Sexual Content: Several sex scenes, references to rape.(less)
A cross between Pinocchio's island of lost boys and Grimm's fairy tales, the teens of Beau Rivage carry the curses and blessing of fairies in their bl...moreA cross between Pinocchio's island of lost boys and Grimm's fairy tales, the teens of Beau Rivage carry the curses and blessing of fairies in their blood. Rather than making KILL ME SOFTLY predictable, familiar fairy tale themes gave this story a sinister darkness that enthralled me. Even better, Cross managed to find a satisfying ending without betraying her morbid source material.
Glamorous and damaged, the fairy tale teenagers of KILL ME SOFTLY love and suffer within the boundaries of their destinies. The offspring of forbidden fairy/human crosses, their lives are raw with magic that humanity was never meant to bear. When Mirabelle runs away to discover her past, it’s apparent that she’s bound to become entangled in this magical world. All of the teens she meets carry the world weary burden of their circumstances, and Cross doesn't pull any punches with exploring the dark extremes that fairy tales imply. The result is a deeply satisfying book that is as disturbing and compelling as any of the Grimm tales from childhood. And just like those stories, I can’t help but question if the result is too dark for the intended audience. With references to underage drinking and sex and heartbreak, Cross’s teens may not be appropriate for all readers.
Despite the temptation for love and friendship to save the day, Cross doesn’t go for any easy solutions. Rather, Mira struggles to game the system within the boundaries of unbreakable rules. Blue never magically transforms into a prince, any more than Felix can be redeemed from the destiny he embraces. And surrounding these doomed brothers is a charming and dark cast: Rafe with his beastliness, Viv with her perfect skin and tormented huntsman, and Jewel with her magical voice. Any of these characters would make for a satisfying sequel, but I can’t help but hope that we’re not done with Mira’s own tale. Though her characters are sometimes uneven outside their magical natures (Mira in particular engages in some flirtation with Felix that didn’t seem to fit her personality), over all this book was interesting, romantic, and an auspicious first novel from Cross.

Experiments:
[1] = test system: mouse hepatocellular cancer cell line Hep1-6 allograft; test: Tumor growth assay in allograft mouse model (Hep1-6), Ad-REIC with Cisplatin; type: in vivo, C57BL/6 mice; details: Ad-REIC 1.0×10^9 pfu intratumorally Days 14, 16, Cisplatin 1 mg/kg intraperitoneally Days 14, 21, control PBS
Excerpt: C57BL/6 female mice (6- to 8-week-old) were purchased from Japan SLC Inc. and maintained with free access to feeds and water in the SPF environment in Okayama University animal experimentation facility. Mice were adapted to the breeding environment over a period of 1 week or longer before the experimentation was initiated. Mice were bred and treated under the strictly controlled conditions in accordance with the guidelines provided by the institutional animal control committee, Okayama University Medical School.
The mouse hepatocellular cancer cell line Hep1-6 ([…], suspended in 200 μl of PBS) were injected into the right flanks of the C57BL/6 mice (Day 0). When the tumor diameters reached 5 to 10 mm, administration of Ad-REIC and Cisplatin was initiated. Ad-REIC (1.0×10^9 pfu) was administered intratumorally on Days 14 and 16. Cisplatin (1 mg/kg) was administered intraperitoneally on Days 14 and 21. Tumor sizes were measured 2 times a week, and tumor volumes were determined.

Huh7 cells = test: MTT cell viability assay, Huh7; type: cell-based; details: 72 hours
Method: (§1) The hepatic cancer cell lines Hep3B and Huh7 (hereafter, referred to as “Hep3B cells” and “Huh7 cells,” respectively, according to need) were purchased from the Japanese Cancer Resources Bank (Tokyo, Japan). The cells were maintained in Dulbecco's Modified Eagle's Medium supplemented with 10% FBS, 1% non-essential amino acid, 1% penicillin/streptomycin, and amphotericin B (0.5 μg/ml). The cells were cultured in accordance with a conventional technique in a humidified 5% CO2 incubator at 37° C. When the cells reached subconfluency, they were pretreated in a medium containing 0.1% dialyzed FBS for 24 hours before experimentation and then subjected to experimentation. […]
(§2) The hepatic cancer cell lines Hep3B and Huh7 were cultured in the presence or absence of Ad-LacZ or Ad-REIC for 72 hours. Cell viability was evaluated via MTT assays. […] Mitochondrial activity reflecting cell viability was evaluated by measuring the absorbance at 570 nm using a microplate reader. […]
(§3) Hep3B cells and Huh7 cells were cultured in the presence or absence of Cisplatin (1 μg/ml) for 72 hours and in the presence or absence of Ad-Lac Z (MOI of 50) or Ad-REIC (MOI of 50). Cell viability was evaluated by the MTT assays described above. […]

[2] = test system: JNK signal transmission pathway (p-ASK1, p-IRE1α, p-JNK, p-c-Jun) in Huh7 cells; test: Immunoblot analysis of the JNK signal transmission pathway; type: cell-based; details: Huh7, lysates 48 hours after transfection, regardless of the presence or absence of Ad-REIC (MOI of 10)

Sexual Content: Kissing, references to sex and incest.(less)
Neither as hard-boiled as most police procedurals, nor as arcane as pure urban fantasy, EVIL DARK is a blend that does justice to both genres without...moreNeither as hard-boiled as most police procedurals, nor as arcane as pure urban fantasy, EVIL DARK is a blend that does justice to both genres without taking either too seriously. The dry police banter, methodical exploration of crimes, and a story and world that were easy to jump into make this a great introduction to the series as well as a satisfying stand alone.
I enjoyed the casual humor and camaraderie between Markowski and Karl. These two swing from good-natured jockeying to bad puns and dirty asides in a way that is authentically masculine. Their relationship was both entertaining and believable, and I’m looking forward to reading HARD SPELL to see how their partnership began. Gustainis also made sure that not all supernatural crimes were exotic mysteries. On the contrary, the “business as usual” nature of arresting an ogre that smashed up a bar and other little details were excellent counterpoints to the complex conspiracy of the main mystery.
Perhaps the most difficult part of any mystery is balancing an ending between surprise and believability, a feat that Gustainis pulls off with flare. EVIL DARK wraps up with action, a little luck, good police work, and a touch of male fantasy come to life. I finished the book with a smile and a chuckle, looking forward to my next ride along with Markowski and Karl.
Sexual Content: References to sex, rape, child abuse, and a threesome.(less)